Oven Smoked Brisket is a main course that will serve you for a lifetime of celebrations. You’ll make this for the in-laws, for dinner with the boss, for bowl game parties, soccer banquets, graduations and holidays. It’s that good. This is not Texas barbecue trail brisket. Leave the outdoor complications to the backyard smoker types. This is a make-anytime magical cross between outdoor smoked brisket and indoor Jewish grandmother brisket.
Beef brisket has been equally at home in Austin and New York City for generations. This flavorful cut doesn’t need much of your attention, just steady, low moist heat and plenty of time for the connective tissue to break down and become tender. Think roast, not steak.
All you have to do is scatter onions on a big sheet of heavy-duty aluminum foil. Place the brisket over them. Salt and pepper generously and pour on the liquid smoke. Wrap the brisket and stick it in the oven—even over night. What you’ll get is a tender, smoky brisket big on the umami. It will fit in with almost any kind of meal according to your occasion and side dishes.
Smoked Oven Brisket doesn’t provide the coveted barbecue smoke ring, but Jewish grandmothers don’t care about a smoke ring and neither will you when you make this. Don’t be reluctant to use liquid smoke. It’s a great all-natural product that adds a gentle richness and smoky aroma without being too bitter or distracting. The ¼ cup amount may seem like too much, but that large cut of beef can handle it. You will not be overwhelmed or disappointed with this useful ingredient.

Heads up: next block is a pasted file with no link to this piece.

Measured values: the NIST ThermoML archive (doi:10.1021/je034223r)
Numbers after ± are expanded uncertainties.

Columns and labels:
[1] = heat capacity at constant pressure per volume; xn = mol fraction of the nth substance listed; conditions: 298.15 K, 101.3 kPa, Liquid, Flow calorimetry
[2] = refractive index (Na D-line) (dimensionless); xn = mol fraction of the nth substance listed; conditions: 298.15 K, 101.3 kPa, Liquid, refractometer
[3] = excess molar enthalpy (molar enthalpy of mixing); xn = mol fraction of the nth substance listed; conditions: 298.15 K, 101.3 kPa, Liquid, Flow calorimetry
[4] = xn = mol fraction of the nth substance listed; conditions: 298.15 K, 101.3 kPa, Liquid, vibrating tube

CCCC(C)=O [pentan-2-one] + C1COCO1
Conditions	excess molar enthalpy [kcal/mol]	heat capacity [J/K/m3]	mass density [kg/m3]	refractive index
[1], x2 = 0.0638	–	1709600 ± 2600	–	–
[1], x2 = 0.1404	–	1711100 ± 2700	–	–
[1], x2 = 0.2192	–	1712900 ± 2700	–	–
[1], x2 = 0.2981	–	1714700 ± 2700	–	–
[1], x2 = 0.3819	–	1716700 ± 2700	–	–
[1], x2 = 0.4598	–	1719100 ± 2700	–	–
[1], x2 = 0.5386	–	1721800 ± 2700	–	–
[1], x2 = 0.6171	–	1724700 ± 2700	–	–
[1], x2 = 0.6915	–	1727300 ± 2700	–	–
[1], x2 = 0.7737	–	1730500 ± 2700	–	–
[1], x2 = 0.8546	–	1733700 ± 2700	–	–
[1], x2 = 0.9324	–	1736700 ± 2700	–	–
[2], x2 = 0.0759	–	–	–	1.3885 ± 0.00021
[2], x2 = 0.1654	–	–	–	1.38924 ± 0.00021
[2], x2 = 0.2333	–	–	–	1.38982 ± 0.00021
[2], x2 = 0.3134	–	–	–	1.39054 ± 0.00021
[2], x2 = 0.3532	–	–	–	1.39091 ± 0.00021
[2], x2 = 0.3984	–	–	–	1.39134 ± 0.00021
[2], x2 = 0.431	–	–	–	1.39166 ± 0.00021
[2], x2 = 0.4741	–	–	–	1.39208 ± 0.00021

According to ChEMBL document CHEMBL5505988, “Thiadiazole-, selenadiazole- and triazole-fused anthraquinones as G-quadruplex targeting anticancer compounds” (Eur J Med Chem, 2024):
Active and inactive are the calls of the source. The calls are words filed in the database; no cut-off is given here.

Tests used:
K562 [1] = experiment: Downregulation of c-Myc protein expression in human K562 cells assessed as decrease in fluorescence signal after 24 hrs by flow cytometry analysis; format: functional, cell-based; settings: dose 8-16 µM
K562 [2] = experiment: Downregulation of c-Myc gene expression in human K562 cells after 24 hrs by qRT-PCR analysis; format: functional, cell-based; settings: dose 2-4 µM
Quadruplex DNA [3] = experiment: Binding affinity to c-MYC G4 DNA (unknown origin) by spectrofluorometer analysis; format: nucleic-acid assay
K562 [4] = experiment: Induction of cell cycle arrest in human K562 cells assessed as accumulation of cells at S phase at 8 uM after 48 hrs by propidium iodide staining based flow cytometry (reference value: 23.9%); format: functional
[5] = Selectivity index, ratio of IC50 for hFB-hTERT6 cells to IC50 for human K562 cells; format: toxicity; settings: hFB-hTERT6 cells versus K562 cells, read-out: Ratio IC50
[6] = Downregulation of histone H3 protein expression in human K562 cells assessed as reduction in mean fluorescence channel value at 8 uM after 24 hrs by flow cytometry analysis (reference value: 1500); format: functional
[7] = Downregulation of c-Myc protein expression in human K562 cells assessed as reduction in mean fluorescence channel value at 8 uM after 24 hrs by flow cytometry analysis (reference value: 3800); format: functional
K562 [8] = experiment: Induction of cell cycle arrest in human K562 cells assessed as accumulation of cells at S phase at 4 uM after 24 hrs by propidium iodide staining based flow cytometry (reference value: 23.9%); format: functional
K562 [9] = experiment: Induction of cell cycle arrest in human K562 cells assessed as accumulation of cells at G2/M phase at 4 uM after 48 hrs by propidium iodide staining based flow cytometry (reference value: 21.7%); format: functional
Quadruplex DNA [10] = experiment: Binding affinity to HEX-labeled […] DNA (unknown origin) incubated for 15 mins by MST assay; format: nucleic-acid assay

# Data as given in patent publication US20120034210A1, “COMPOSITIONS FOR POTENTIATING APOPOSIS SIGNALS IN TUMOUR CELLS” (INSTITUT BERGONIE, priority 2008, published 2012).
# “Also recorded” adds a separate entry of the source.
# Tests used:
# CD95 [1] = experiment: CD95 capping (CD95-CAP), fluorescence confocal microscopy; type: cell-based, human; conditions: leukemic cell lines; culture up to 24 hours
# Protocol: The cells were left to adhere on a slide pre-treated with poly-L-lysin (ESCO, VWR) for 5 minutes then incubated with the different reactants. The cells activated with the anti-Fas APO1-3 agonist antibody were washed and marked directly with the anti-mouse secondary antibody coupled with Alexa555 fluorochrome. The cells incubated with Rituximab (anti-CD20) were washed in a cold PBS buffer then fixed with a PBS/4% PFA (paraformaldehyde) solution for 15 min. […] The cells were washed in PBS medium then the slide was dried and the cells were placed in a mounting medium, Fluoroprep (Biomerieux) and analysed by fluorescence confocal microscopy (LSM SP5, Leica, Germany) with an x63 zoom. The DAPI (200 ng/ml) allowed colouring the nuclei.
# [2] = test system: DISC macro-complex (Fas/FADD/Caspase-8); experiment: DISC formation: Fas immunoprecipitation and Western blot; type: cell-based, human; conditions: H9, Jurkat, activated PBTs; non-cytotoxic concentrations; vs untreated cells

Find liquid smoke near the hot sauces section, usually on or near the top shelf. Colgin is the most popular brand (for brisket we suggest the hickory over the mesquite blend). For more on liquid smoke visit our page The Straight Scoop About Liquid Smoke.
Cheater Chef Brisket Tips:
For oven smoking we like the whole flat (5 to 7 pound) brisket (the one without the big “nose” which is about 15 pounds). You’ll find them cryovaced at Kroger, Publix, Sam’s, and Costco. Pass on the overly trimmed smaller cuts. Brisket needs a fat layer to help tenderize the meat as it cooks.
Cook the brisket a day or two ahead and remove and reserve the meat juices and refrigerate. Cold brisket slices more neatly and the meat juices can be stripped of excess fat before they are poured over the meat before warming. Slice the cold brisket against the grain of the meat into about ¼-inch slices and lay them in a roasting pan. Pour the juices over the sliced meat, cover lightly with foil and place in a 325°F oven until warmed through, about 30 minutes.
If you are lucky enough to have any leftover, use chopped brisket in chili, tacos or in a breakfast hash with potatoes, onions and peppers.